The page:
[Humanist] 28.27 events: nodes & networks; philology

Humanist Discussion Group willard.mccarty at mccarty.org.uk
Thu May 15 22:33:59 CEST 2014

                  Humanist Discussion Group, Vol. 28, No. 27.
            Department of Digital Humanities, King's College London
                Submit to: humanist at lists.digitalhumanities.org

  [1]   From:    Greta Franzini <franzini at informatik.uni-leipzig.de>       (25)
        Subject: Two seminars next week

  [2]   From:    Brian Rosenblum <brianlee at ku.edu>                         (73)
        Subject: DH Forum: Nodes & Networks in the Humanities - CFP extended
                and keynote speakers announced

        Date: Thu, 15 May 2014 14:31:46 +0200
        From: Greta Franzini <franzini at informatik.uni-leipzig.de>
        Subject: Two seminars next week

Next week the Humboldt Chair of Digital Humanities is hosting two 
seminars as part of its Digital Philology course:

1) Monday May 19th, 3:15-4:45pm, University of Leipzig (Paulinum, 
room P801)
"Editing Texts in Context: Two Case Studies" by Prof. Neel D. Smith, 
College of the Holy Cross

2) Tuesday May 20th, 9:15-10:45am, University of Leipzig (Paulinum, 
room P801)
"digilibLT -- a Digital Library of Late Latin Texts" by Prof. Maurizio 
Lana, Università  del Piemonte Orientale (Italy)

For more information, please visit 


Greta Franzini
Research Associate
Digital Humanities
Department of Computer Science
University of Leipzig
Augustusplatz 10-11
04109 Leipzig, Germany
Phone: +49 341 97 32330
Email: franzini at informatik.uni-leipzig.de
Web: www.dh.uni-leipzig.de

        Date: Thu, 15 May 2014 10:07:54 -0500
        From: Brian Rosenblum <brianlee at ku.edu>
        Subject: DH Forum: Nodes & Networks in the Humanities - CFP extended and keynote speakers announced

We are pleased to announce our three keynote speakers for our upcoming DH
Forum in September. Also, please note that the CFP deadline has been
extended to June 15, and that we are again providing a $400 best graduate
student paper award.


CFP: Nodes & Networks in the Humanities: Geometries, Relationships,
September 12-13, 2014
Lawrence, Kansas

Keynote Speakers

* Isabel Meirelles, Northeastern University,  http://isabelmeirelles.com/
* Steven Jones, Loyola University Chicago,  http://stevenejones.org/
* Scott Weingart, Indiana University,  http://www.scottbot.net/

The network has emerged as a powerful model in humanities scholarship in
recent years. It is used as a visualization and analytic tool to explore
objects, ideas or events and their relationships; as a method to discover,
link and create new resources and data; and as a social structure through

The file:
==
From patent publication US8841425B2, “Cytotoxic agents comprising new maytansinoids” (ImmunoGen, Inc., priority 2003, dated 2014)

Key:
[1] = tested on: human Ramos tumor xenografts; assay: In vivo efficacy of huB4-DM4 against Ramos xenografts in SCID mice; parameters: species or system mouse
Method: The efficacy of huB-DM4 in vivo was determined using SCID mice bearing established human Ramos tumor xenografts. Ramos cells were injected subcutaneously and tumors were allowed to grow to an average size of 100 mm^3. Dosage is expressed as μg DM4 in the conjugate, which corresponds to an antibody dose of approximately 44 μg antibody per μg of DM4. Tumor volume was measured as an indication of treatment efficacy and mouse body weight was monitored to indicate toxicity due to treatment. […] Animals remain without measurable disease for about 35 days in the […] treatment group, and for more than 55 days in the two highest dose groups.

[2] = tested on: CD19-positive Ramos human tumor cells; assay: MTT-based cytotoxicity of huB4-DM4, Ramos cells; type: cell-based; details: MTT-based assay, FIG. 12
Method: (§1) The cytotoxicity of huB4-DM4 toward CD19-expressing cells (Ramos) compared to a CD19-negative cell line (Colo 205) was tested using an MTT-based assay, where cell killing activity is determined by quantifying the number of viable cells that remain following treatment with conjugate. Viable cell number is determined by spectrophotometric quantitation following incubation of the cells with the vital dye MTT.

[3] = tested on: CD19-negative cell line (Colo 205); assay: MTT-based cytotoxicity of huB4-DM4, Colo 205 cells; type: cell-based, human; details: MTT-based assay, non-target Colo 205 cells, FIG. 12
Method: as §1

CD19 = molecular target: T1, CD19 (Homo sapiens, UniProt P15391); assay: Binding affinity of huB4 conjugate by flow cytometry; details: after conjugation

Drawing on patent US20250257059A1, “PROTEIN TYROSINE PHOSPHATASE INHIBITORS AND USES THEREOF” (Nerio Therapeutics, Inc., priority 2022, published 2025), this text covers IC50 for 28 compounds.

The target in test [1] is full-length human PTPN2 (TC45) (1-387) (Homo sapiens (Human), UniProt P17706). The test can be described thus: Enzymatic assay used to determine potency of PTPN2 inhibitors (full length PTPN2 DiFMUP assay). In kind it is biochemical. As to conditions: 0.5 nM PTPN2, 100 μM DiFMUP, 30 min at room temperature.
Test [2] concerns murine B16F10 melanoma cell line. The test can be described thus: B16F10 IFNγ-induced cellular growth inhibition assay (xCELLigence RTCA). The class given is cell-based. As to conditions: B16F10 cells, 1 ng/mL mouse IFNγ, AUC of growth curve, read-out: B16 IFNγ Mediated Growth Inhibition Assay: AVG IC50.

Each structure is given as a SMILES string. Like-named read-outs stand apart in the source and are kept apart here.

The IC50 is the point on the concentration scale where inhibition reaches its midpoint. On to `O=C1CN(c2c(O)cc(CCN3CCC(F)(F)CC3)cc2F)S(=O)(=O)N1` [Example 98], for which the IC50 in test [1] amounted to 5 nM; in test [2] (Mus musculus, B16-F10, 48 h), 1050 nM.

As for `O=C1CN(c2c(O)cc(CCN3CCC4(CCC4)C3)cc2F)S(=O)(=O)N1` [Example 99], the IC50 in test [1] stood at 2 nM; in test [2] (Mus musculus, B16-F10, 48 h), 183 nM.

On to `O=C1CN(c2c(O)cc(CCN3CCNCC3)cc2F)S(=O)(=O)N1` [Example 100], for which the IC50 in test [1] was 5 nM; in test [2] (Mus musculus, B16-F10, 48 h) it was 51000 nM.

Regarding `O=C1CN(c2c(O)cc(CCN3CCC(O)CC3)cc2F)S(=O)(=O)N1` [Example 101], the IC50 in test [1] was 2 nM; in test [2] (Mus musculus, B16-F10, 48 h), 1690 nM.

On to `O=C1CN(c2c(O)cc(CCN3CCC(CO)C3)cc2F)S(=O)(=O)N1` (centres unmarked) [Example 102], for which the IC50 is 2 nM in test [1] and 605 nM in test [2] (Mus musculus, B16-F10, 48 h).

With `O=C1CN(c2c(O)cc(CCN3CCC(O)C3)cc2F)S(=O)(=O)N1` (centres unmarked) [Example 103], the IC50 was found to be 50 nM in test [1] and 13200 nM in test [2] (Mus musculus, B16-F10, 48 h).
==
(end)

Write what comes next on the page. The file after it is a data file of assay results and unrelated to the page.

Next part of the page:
which we conduct our scholarly and social lives and develop our
self-identity. Our digital objects, and our digital selves, all exist in
"the Net." As Elijah Meeks argues, "The network is not a social network or
geographic network or logical network but rather a primitive object capable
of and useful for the modeling and analysis of relationships between a wide
variety of objects." <https://dhs.stanford.edu/visualization/more-networks/>

KU’s 2014 Digital Humanities Forum will explore these and related topics in
a full conference day on Saturday, September 13, which will follow a full
day of (gratis) Digital Humanities workshops on September 12.

We welcome proposals for papers, posters, panel sessions and workshops on
topics from your own research that relate to some aspects of nodes and
networks, such as:

* network visualizations or network analysis tools and methods that further
humanistic research;
* the human and processes of identity in the networked environment;
* how nodes and networks have descriptive and explanatory power in
humanistic research (and are not just DH fetish objects)
* dynamics of multidimensional data;
* social media and networks;
* new scholarship through the use of human or machine networks (e.g.
crowdsourcing, linked open data);
* collaborative scholarly networks across space, time and disciplinary
* innovative developments in scholarly communication in a networked world
(altmetrics, open peer review, collaborative authoring);
* the implications for humanities scholarship and pedagogy in a global,
digitally networked world;
* prosopographical approaches to history illuminating spatial, temporal,
conceptual or other networked relationships,
* and related topics.

DH Forum best student paper award: Graduate students are encouraged to
submit abstracts of papers or poster presentations. One student
presentation will be selected for an award based on the quality,
originality, clarity of the written abstract, along with its alignment with
the DH Forum theme and expected future impact. The awardee will be
presented with a check for $400 and award certificate at the conference.
Students should identify themselves as such at the time of abstract
submission to be considered for the award. For a paper to be eligible, at
least fifty percent of the research reported in the paper must be performed
by one or more student authors, and the student must be the primary
presenter of the paper at the conference.

Please submit abstracts of 500 words maximum at:
Proposal Deadline: June 15

Questions may be directed to the Institute for Digital Research in the
Humanities, idrh at ku.edu

Arienne Dwyer & Brian Rosenblum, Co-Directors

Brian Rosenblum
Co-Director, Institute for Digital Research in the Humanities
Head, Center for Faculty Initiatives and Engagement
University of Kansas Libraries
Room 450, Watson Library | 1425 Jayhawk Blvd. | Lawrence, KS 66045-7537
Ph. (785) 864-8883 | Email: brianlee at ku.edu | http://idrh.ku.edu |

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